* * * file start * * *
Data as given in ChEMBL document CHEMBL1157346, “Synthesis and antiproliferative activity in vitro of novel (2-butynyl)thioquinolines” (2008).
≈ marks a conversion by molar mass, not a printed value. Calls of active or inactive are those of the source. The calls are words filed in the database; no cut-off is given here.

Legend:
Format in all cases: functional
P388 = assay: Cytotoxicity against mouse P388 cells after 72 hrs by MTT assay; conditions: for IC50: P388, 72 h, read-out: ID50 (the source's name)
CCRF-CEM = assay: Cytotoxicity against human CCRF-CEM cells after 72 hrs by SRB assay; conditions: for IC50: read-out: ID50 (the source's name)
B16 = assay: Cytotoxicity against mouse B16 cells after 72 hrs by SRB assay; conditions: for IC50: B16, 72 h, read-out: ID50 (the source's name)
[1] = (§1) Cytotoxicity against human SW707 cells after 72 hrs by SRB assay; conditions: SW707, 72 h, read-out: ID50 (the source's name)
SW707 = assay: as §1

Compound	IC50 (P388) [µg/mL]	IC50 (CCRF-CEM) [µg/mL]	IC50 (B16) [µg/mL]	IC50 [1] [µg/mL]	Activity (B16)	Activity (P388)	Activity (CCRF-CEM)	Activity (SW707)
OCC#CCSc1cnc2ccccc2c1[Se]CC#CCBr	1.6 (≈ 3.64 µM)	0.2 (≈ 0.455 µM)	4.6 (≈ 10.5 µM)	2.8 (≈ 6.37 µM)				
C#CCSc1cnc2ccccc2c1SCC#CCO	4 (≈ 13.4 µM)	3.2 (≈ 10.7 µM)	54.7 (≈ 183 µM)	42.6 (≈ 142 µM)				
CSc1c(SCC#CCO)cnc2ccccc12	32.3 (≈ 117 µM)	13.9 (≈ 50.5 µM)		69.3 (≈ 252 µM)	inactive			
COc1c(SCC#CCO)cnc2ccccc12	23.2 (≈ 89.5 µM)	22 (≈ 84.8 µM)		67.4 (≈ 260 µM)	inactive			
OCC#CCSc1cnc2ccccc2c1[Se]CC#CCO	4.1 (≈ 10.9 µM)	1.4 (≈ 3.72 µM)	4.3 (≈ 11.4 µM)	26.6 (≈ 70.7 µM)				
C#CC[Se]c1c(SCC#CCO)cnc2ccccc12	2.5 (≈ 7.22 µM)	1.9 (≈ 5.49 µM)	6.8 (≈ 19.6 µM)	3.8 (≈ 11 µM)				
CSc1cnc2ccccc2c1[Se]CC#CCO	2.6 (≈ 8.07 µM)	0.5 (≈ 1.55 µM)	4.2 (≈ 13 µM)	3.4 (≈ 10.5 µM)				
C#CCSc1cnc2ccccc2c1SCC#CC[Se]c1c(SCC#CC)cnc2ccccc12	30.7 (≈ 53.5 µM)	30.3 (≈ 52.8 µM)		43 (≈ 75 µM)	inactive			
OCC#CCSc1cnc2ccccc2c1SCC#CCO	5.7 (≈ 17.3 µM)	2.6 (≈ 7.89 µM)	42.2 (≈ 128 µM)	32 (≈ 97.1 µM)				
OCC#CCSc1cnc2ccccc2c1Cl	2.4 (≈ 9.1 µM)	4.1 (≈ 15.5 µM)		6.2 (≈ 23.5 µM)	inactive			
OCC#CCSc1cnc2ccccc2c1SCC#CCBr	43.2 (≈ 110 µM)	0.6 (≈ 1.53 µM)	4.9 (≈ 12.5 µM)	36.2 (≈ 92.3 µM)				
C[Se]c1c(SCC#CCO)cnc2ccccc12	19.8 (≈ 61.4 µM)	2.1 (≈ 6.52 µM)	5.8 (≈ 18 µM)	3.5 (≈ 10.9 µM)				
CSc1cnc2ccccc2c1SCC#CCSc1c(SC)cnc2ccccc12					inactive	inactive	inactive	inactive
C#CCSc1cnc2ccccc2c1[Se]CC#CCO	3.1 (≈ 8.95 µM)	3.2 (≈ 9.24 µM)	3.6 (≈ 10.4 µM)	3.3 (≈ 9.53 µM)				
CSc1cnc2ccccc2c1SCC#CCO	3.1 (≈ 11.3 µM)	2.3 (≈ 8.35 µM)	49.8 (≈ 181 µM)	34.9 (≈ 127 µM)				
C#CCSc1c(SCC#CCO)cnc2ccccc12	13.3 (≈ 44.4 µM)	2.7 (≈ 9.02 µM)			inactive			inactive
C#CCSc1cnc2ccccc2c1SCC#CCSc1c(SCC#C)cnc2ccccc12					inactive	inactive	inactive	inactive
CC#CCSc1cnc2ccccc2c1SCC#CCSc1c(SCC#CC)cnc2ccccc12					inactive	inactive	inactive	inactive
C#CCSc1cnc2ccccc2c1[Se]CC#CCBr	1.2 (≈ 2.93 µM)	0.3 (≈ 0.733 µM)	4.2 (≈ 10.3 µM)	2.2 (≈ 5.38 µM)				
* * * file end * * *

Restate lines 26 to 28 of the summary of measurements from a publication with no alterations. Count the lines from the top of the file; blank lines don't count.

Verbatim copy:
C#CCSc1c(SCC#CCO)cnc2ccccc12	13.3 (≈ 44.4 µM)	2.7 (≈ 9.02 µM)			inactive			inactive
C#CCSc1cnc2ccccc2c1SCC#CCSc1c(SCC#C)cnc2ccccc12					inactive	inactive	inactive	inactive
CC#CCSc1cnc2ccccc2c1SCC#CCSc1c(SCC#CC)cnc2ccccc12					inactive	inactive	inactive	inactive